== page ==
'The seemingly innocuous café incident that deeply divided everyone I told.'

It was a regular Sunday morning that started out as a regular Sunday should. Sun out. Activewear on (for the exercise that may or may not happen, who cares). Destination: Coffee.

My partner and I decided to make the most of the beautiful weather and take a longer walk than usual to a café in the leafy backstreets of an inner-city suburb of Sydney. It was packed, so we took up the waitress’ offer to sit in a waiting area with a low table until a proper table became available.

We ordered our coffees (me: large soy cap, him: regular soy latte), and our breakfasts (me: the haloumi stack, him: scrambled eggs on toast with a side of sausages). All of the above arrived just perfectly, and by now we were cosy in our nook and didn’t want to move when a regular table became free. We had a nice view of the street, the trees, the passersby and enough space to just chill with the newspaper.

UNTIL IT HAPPENED. My partner started to make the first cut of his toast and the entire plate of eggs went flying, plate akimbo like an Olympic diver backflipping into the abyss of… the floor.

Cannot. Take. You. Anywhere. via GIPHY

We had an eggs overboard situation. Two attentive young staff came running over to help clean up, and they totally seemed to understand my partner’s misfortune (I won’t call him clumsy because that’s usually my claim to fame).

The kitchen made his eggs again and brought it on over, and we thought that was just lovely of them. But the café owner had a different take on what shall now be known between you and me as EggGate.

After we’d finished the meal, we went up to the counter to pay and the owner dropped an eggshell, erm, bombshell.

“We’re going to have to charge you 50 per cent of the [dropped] meal, and 100 per cent of the replacement,” she snapped as she printed the bill. “Ordinarily we’d charge you for both.”

Wait. WHAT? We didn’t ask for the replacement. We’d been led to believe the kitchen made the non-dropped breakfast out of the goodness of their hearts. Uh-uh, our fault, we had to pay.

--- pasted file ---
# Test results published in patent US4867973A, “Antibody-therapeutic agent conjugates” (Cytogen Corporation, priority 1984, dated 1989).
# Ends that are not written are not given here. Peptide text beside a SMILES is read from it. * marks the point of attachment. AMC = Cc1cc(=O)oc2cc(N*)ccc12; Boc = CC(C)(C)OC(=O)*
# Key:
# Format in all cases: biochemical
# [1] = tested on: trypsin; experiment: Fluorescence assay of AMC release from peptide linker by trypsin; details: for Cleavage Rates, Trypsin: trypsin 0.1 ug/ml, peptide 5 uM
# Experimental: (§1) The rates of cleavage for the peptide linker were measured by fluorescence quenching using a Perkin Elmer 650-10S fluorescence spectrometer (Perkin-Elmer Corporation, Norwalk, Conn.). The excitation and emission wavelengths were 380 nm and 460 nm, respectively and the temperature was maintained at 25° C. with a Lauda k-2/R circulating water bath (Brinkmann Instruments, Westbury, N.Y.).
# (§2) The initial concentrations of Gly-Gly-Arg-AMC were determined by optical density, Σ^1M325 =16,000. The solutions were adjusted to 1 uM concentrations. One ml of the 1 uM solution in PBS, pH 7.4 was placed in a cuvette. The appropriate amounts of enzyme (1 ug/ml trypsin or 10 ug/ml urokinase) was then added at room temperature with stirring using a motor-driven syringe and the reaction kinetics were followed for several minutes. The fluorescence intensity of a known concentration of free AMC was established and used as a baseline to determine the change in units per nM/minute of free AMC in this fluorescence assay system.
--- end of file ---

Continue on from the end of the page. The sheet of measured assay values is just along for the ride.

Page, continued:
I went through a range of emotions from understanding to fury. I could see the business owner’s point to a degree – lost food/labour is annoying. In her mind, the 50 percent was a discount.

But was it fair? Surely, as humans, we understand that accidents happen?

Watch: Five signs you’re drinking too much coffee (Post continues after)


My partner was less diplomatic about it. He argued the point, because we were never given the option to reorder or pay extra upfront, saying, “It’s your right but I’m just saying it’s not a great business decision because we’ll never come back here, and we come here a lot.”

We paid and left with a bad taste in our mouths, especially because the snarly owner gave the clear impression that our money was more important than our presence. Later, then.

Not long after, I reposted my partner’s Instagram Story to my own, with a poll asking if EggGate was fair – still trying to figure out where I stood.

I didn’t expect my stupid First World Problem would get such a response: 160 people voted and it was split between 57 percent feeling it was not fair, and 43 percent thinking the café owner was right to charge for the uneaten meal.

Um, so this is our life now. Image: @adambub

I told various friends and colleagues the next day and the responses were divided. Here are some of their comments and questions:

"It's BS, when you go out dining with kids they always knock over their drinks and get refills at no extra cost."


"If it was your fault, of course – the knocking down, I mean. But I totally agree with the fact that they should have asked first."

"There's a lot of details missing here. How much food was consumed? Did they offer to make it again or did you guys?" After I filled them in: "If they offered, that's bad on them to charge. That's pretty poor service."

"Was the table bumpy?"

All valid points. The table was not bumpy. Yes, we could have moved to a higher table but at that point we were settled and quite frankly, eating at a low table at a café in urban Sydney is normal (lucky we weren't on crates).

And yes, they should have absolutely given us that choice before making another meal, rather than dropping it on us at bill time, and in a rude and accusatory way.

Ugh, this whole thing is fraught and I feel like a terrible person for even worrying about this when there are starving people in the world.

But it raised some interesting questions about customer service expectations among the people I know.

So tell me, where do you stand on the issue? Is it lousy to charge a customer extra for being clumsy? Are the costs of running a small business more important than customer satisfaction? Is paying half of the lost meal a reasonable compromise? Let me know in the comments.

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